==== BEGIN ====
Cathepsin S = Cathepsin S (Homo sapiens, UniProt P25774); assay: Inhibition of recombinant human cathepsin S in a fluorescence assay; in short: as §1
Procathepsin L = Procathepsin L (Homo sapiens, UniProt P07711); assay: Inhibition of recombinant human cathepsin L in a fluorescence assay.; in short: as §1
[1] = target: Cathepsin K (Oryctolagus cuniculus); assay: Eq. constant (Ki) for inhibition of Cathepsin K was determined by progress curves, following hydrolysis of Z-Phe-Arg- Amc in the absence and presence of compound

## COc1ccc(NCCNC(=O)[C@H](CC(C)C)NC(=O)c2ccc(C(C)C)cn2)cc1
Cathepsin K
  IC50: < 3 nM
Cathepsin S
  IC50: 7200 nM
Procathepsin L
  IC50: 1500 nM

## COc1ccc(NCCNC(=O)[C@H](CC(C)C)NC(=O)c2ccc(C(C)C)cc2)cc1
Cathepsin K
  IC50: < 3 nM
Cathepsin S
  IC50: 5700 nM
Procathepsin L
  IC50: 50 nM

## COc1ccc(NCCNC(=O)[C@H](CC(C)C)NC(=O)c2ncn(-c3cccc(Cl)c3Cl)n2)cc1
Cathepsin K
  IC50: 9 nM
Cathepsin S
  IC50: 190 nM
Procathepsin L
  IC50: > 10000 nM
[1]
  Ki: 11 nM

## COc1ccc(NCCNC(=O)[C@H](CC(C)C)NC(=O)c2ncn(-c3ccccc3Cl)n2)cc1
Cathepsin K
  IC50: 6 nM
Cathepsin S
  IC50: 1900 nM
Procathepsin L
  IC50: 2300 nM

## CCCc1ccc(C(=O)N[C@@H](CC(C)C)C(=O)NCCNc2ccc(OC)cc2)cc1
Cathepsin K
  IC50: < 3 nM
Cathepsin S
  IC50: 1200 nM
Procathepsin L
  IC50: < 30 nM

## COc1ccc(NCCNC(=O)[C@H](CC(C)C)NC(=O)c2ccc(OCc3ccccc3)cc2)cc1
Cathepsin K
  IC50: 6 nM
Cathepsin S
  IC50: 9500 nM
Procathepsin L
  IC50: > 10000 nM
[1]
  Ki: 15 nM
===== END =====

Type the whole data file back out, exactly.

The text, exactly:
Cathepsin S = Cathepsin S (Homo sapiens, UniProt P25774); assay: Inhibition of recombinant human cathepsin S in a fluorescence assay; in short: as §1
Procathepsin L = Procathepsin L (Homo sapiens, UniProt P07711); assay: Inhibition of recombinant human cathepsin L in a fluorescence assay.; in short: as §1
[1] = target: Cathepsin K (Oryctolagus cuniculus); assay: Eq. constant (Ki) for inhibition of Cathepsin K was determined by progress curves, following hydrolysis of Z-Phe-Arg- Amc in the absence and presence of compound

## COc1ccc(NCCNC(=O)[C@H](CC(C)C)NC(=O)c2ccc(C(C)C)cn2)cc1
Cathepsin K
  IC50: < 3 nM
Cathepsin S
  IC50: 7200 nM
Procathepsin L
  IC50: 1500 nM

## COc1ccc(NCCNC(=O)[C@H](CC(C)C)NC(=O)c2ccc(C(C)C)cc2)cc1
Cathepsin K
  IC50: < 3 nM
Cathepsin S
  IC50: 5700 nM
Procathepsin L
  IC50: 50 nM

## COc1ccc(NCCNC(=O)[C@H](CC(C)C)NC(=O)c2ncn(-c3cccc(Cl)c3Cl)n2)cc1
Cathepsin K
  IC50: 9 nM
Cathepsin S
  IC50: 190 nM
Procathepsin L
  IC50: > 10000 nM
[1]
  Ki: 11 nM

## COc1ccc(NCCNC(=O)[C@H](CC(C)C)NC(=O)c2ncn(-c3ccccc3Cl)n2)cc1
Cathepsin K
  IC50: 6 nM
Cathepsin S
  IC50: 1900 nM
Procathepsin L
  IC50: 2300 nM

## CCCc1ccc(C(=O)N[C@@H](CC(C)C)C(=O)NCCNc2ccc(OC)cc2)cc1
Cathepsin K
  IC50: < 3 nM
Cathepsin S
  IC50: 1200 nM
Procathepsin L
  IC50: < 30 nM

## COc1ccc(NCCNC(=O)[C@H](CC(C)C)NC(=O)c2ccc(OCc3ccccc3)cc2)cc1
Cathepsin K
  IC50: 6 nM
Cathepsin S
  IC50: 9500 nM
Procathepsin L
  IC50: > 10000 nM
[1]
  Ki: 15 nM